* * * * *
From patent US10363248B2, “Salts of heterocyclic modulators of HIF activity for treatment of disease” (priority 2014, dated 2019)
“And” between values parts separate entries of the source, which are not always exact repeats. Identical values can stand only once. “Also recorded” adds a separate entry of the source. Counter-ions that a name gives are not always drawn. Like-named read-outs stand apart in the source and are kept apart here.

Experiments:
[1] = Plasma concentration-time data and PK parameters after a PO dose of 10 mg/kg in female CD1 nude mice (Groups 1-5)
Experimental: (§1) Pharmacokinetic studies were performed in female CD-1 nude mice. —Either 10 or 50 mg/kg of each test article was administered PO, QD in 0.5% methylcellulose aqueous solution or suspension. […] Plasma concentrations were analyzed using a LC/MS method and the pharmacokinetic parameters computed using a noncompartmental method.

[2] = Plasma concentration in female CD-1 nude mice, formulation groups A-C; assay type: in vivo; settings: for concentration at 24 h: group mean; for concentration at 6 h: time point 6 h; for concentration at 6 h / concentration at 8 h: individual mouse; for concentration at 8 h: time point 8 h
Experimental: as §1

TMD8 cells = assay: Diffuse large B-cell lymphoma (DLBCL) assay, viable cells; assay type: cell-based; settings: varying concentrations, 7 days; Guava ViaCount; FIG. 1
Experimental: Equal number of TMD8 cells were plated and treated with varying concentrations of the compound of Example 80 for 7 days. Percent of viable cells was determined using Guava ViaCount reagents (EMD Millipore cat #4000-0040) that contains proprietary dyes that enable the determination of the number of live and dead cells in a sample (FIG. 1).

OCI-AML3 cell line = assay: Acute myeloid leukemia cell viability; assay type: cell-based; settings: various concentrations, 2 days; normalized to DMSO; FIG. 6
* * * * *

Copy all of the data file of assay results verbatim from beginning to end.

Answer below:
From patent US10363248B2, “Salts of heterocyclic modulators of HIF activity for treatment of disease” (priority 2014, dated 2019)
“And” between values parts separate entries of the source, which are not always exact repeats. Identical values can stand only once. “Also recorded” adds a separate entry of the source. Counter-ions that a name gives are not always drawn. Like-named read-outs stand apart in the source and are kept apart here.

Experiments:
[1] = Plasma concentration-time data and PK parameters after a PO dose of 10 mg/kg in female CD1 nude mice (Groups 1-5)
Experimental: (§1) Pharmacokinetic studies were performed in female CD-1 nude mice. —Either 10 or 50 mg/kg of each test article was administered PO, QD in 0.5% methylcellulose aqueous solution or suspension. […] Plasma concentrations were analyzed using a LC/MS method and the pharmacokinetic parameters computed using a noncompartmental method.

[2] = Plasma concentration in female CD-1 nude mice, formulation groups A-C; assay type: in vivo; settings: for concentration at 24 h: group mean; for concentration at 6 h: time point 6 h; for concentration at 6 h / concentration at 8 h: individual mouse; for concentration at 8 h: time point 8 h
Experimental: as §1

TMD8 cells = assay: Diffuse large B-cell lymphoma (DLBCL) assay, viable cells; assay type: cell-based; settings: varying concentrations, 7 days; Guava ViaCount; FIG. 1
Experimental: Equal number of TMD8 cells were plated and treated with varying concentrations of the compound of Example 80 for 7 days. Percent of viable cells was determined using Guava ViaCount reagents (EMD Millipore cat #4000-0040) that contains proprietary dyes that enable the determination of the number of live and dead cells in a sample (FIG. 1).

OCI-AML3 cell line = assay: Acute myeloid leukemia cell viability; assay type: cell-based; settings: various concentrations, 2 days; normalized to DMSO; FIG. 6